Posted in going gradeless, individualized learning, mini conferences, self-paced learning, student engagement, student-led assessment, Teaching

I cannonballed in! Aaaaaah! #IMMOOC


So here is the text of the email I just composed and hit send to my principal:

Since this summer I have been learning about how to do assessment differently. I have read the book: by Starr Sackstein and have subscribed to the author’s Youtube channel (Watch her TEDxYouth talk here: ) with her video reflections about implementing a classroom without traditional points or letter grades for her assignments.

Obviously, she had to enter letter grades at the grading periods but she was given permission by her principal to use a coding system in a standards based grade book (Like JUMPROPE) for the assignments rather than points and percentages and she conferenced constantly with students with helpful feedback like the SE2R explained here:

One of the keys to a successful student-centered, Results Only Learning Environment is the use of narrative feedback over grades. Although feedback isn’t …

She used projects with clear guidelines aligned with the standards they had to focus on and she interspersed mini lessons and discussions for concepts that needed to get demonstrated in the project. She conferenced on a weekly schedule about the learning, and sent them back to re-do and improve until the grading period came. By the end of the year she had students talking about their learning and not the points they had earned.

There is research to support the idea that when students receive a grade, they tend to shelve the learning and stop wanting to improve anything on that one thing
How One Weird Finding Changed My Perspective on Grades Now that I know, there’s no going back

At the grading period she would give the students a reflection assignment in which they had to provide evidence of their learning according to the standards they had been working on and together they decided on the grade that they should have recorded in the grade book. All of this is also supported by the characteristics of growth mindset as well.

Here is a podcast with Mark Barnes speaking on his book Assessment 3.0 (which I have yet to get and read myself). He is speaking with the hosts of the podcast, a superintendent and his assistant from Pennsylvania.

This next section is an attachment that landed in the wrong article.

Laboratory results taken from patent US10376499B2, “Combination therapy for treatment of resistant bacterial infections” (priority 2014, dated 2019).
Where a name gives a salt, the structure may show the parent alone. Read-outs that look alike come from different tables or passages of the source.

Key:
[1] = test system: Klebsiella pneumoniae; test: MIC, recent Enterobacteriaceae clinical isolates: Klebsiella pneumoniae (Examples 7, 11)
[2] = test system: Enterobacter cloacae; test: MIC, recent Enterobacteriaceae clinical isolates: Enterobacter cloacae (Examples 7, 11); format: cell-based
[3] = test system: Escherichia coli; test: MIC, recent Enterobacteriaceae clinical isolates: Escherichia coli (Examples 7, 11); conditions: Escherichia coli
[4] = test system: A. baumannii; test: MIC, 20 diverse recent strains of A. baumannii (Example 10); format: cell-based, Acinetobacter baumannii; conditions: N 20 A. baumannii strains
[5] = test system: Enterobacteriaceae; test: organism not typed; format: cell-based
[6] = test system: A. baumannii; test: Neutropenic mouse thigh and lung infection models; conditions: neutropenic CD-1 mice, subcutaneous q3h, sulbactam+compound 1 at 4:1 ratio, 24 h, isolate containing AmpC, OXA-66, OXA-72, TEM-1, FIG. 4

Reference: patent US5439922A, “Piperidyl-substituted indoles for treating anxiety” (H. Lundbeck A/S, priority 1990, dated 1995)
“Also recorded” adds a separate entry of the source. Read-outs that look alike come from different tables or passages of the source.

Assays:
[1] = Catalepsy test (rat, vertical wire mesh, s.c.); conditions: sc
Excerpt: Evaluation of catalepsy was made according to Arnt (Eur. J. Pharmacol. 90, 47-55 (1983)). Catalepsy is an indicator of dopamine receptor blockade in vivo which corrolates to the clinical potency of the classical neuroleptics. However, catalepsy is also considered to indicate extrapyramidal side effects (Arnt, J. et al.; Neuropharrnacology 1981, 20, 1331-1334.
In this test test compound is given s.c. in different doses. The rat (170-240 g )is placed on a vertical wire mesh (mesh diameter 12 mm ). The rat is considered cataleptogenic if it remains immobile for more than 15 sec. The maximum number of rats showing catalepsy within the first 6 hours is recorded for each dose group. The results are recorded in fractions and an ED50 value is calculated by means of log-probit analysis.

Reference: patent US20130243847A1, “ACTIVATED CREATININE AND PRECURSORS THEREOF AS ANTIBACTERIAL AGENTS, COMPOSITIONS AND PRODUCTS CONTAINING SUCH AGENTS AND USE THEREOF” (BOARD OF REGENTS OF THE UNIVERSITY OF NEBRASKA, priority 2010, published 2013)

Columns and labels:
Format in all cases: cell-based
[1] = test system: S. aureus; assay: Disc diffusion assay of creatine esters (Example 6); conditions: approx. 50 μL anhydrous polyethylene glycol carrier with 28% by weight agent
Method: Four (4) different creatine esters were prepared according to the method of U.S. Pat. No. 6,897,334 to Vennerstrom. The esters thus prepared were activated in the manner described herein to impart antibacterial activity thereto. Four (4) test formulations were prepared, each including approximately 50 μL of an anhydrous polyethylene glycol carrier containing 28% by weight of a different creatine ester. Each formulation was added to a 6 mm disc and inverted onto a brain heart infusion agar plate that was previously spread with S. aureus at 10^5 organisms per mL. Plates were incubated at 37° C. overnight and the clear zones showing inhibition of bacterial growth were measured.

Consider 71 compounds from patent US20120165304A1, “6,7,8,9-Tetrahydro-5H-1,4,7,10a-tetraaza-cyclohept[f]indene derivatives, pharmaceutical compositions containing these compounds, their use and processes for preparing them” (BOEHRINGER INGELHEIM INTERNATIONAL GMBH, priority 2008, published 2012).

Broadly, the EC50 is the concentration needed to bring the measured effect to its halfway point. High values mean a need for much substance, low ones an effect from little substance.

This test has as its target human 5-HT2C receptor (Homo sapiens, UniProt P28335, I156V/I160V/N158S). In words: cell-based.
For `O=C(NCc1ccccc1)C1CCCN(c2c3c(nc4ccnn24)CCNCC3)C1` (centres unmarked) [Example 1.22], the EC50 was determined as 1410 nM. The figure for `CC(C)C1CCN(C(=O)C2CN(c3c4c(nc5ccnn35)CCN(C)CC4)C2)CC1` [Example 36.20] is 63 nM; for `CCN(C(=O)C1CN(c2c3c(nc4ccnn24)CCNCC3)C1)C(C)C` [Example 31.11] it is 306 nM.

Each episode we leave you with a couple of questions to think about…with the idea of provoking conversation. This episode’s question: Ask us a question or suggest …

And this is a TEDtalk by Mark Barnes explaining more about giving feedback instead of grades:

I would very much like to embark on this journey of downplaying grades and up-playing enjoyment of and awareness of learning to reduce the number of D’s and F’s in my DL classes. If you give me the go-ahead, I will be making a series of YouTube videos myself to document what I am doing, keeping data, and teaching students about how to take and give feedback. I will make my experience public to share with the parents and kids.
Let me know what you think and if you are ok with this, I will make a more deliberate, detailed plan of what I will do.

Mrs./Maestra Espinoza

South Meadows Middle School

Dual Language Science teacher

Room 118

503-844-1220 ext. 5878

Posted in Chromebooks, Google classroom, individualized learning, middle school science, NGSS, Project based learning, student engagement, Teaching

Where’s the passion?

I am naturally curious about the way things work. My children are naturally curious about the way things work. Most youngsters are naturally curious about the way things work, however, I don’t see many signs of this curiosity in most of my students.

I’m not sure why.

Maybe it’s just the age. They are 12-13 years old and their lives are changing so drastically. They are focused on themselves and where they fit in the social scene, where they rank in the games they play, who is the best or worst at soccer or getting the attention of the opposite sex.

Sometimes I think that maybe it’s me. Am I a boring teacher? Do I fail to be “with it”?

I am challenged to include videos and online activities in my lessons but all too often the students don’t’ get as enthusiastic as I expected about it all.

Could project based learning be an answer? I read and watch videos about other teachers doing things within the community, projects that seem to be meaningful to their students. But are these teachers having us look through rose-colored glasses and we only see the great things that are happening? I wonder…

How do I find the things that will turn my students on to science? This is what I am taking up as a challenge this summer as I prepare for next year.

I have been granted enough Chromebooks to have a near 1:1 ratio in my 2015-16 classroom. I am boning up on the NGSS in a class I will take through the local University and I will be taking several PD courses about using Google classroom and Chromebooks.

My vision is to have an interactive, hands-on, computer data crunching, student centered classroom that will come alive with budding science enthusiasts. Woah! Is that too idealistic or just optimistic?

We’ll see.